One of the biggest contributions to inaccuracies and exaggerations in these studies is the failure to state and emphasize that the actual or absolute risks are small. How can this be? It is really very simple as I have explained in my two earlier Blogs entitled: What is the truth about health risks? and How to understand blog graphs.

The bottom line is you can have very small actual risks accompanied by very large relative risks. Since the relative risk numbers are large they are the ones that show up in the news media. If the small actual risk numbers were released no one would pay any attention to them.

For more comparisons between relative and actual risk see the table below. Remember these claimed increased risks were not significant in the first place so they don’t count.


A good example of this lack of attention was their failure to see that the apparent increased risk of heart disease and breast cancer during a critical time (yr 5) was not caused by an increased number of women with these diseases but a chance decrease in the number of women in the placebo control group. There was no real or significant increase in risk in heart disease or breast cancer but these mistakes were the main reason for stopping the study.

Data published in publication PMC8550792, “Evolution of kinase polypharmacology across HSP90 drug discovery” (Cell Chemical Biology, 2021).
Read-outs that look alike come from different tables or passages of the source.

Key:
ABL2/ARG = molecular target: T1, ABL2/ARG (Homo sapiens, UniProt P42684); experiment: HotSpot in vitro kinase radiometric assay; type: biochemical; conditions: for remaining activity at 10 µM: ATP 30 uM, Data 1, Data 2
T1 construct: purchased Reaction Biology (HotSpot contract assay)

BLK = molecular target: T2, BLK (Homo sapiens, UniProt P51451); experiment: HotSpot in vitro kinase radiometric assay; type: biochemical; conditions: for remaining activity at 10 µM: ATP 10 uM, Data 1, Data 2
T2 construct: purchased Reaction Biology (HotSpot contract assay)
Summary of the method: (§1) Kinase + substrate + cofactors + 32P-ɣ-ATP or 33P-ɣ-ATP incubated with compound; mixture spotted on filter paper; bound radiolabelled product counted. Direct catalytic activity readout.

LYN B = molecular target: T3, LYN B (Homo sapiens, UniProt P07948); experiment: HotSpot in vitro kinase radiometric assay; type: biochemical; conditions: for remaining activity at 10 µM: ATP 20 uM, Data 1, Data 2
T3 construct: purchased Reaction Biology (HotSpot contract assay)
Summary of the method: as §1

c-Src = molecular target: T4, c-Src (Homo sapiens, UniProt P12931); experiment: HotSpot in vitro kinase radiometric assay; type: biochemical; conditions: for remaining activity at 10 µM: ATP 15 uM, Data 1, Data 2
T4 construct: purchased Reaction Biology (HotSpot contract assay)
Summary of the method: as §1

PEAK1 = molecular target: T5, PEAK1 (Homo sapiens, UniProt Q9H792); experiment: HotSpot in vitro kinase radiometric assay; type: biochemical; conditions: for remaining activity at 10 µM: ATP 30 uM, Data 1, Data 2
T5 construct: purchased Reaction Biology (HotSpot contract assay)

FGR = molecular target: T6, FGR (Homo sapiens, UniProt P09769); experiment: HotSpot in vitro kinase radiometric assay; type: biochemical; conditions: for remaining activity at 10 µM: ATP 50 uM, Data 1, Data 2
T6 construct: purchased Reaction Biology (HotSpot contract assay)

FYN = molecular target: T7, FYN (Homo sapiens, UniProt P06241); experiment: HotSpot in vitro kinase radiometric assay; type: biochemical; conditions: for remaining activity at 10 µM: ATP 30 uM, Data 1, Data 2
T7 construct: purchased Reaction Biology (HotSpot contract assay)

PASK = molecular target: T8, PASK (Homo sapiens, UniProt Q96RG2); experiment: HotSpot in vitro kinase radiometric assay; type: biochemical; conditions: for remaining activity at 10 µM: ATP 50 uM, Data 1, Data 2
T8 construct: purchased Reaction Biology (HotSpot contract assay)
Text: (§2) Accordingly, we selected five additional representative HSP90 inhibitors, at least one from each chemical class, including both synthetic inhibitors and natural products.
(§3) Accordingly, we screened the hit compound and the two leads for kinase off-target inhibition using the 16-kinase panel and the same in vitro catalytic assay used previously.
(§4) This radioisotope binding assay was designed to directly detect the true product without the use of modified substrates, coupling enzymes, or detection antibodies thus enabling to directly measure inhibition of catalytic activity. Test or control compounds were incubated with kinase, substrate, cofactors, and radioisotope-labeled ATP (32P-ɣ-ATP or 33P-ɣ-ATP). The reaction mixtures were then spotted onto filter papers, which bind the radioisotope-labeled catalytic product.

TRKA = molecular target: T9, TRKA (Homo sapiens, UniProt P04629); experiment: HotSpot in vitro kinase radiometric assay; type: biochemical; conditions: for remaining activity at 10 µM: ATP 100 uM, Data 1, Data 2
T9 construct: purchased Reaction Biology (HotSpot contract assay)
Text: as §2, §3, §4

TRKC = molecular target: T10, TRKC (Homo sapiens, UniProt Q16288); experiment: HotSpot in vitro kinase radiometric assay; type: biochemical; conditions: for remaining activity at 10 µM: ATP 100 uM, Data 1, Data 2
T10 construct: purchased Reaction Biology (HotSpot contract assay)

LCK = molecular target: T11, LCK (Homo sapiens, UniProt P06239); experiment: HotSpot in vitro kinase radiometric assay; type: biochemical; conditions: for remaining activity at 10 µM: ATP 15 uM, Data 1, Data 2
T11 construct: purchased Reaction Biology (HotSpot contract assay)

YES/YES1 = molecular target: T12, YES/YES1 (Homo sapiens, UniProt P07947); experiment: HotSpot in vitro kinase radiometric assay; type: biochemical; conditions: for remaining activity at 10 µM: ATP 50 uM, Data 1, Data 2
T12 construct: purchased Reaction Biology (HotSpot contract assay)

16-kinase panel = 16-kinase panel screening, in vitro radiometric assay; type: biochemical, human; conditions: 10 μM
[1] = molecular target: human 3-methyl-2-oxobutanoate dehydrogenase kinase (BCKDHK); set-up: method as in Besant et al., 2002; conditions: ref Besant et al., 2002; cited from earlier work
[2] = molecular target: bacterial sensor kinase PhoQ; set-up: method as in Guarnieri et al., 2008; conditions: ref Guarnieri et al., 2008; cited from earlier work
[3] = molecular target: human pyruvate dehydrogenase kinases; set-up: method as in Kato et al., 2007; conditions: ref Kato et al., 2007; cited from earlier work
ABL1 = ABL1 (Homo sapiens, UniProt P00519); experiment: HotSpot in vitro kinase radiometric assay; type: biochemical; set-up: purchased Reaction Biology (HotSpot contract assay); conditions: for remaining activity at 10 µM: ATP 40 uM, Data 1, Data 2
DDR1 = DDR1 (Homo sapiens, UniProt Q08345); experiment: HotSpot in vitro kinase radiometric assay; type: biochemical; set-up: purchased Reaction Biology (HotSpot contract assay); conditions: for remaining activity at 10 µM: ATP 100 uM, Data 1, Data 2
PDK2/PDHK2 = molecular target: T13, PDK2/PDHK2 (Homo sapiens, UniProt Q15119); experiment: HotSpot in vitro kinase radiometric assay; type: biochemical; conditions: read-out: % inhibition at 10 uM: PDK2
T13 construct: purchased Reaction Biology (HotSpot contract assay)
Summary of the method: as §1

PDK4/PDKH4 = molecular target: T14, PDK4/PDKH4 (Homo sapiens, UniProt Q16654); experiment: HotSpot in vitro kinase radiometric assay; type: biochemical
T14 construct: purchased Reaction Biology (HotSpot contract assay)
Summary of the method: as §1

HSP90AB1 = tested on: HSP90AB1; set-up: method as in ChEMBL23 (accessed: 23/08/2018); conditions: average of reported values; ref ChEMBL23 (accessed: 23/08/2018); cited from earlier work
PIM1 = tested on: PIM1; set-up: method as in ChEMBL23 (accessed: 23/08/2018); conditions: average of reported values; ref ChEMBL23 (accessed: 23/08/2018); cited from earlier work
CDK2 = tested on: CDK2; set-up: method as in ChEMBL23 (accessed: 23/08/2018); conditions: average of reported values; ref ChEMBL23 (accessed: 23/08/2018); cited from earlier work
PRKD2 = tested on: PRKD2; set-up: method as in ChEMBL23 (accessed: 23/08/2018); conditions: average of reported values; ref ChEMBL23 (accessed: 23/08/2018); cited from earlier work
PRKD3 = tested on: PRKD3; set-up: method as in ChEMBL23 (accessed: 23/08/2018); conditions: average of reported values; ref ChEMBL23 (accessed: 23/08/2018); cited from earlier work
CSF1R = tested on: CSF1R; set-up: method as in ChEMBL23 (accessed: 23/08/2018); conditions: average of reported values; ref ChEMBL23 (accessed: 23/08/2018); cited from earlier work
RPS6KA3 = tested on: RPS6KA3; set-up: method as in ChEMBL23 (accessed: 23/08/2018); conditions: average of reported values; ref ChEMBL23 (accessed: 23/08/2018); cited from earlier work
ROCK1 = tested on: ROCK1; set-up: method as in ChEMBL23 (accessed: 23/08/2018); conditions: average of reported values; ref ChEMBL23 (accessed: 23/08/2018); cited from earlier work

Increases and decreases in risks may occur by chance or there may be some underlying cause. The proper statistical analysis tells us whether these differences are real or just due to chance. All too often in these kinds of studies the authors will make statements like: The risk of breast cancer was increased by hormone treatment. Then they add: although the increase was not significant. In other words the differences could have occurred by chance and there is no real increase. The only part of the above which is published in the press is: Breast Cancer Risks Increased by Hormone Treatment. The headline should have been: Breast Cancer Risks Not Increased by Hormone Treatment.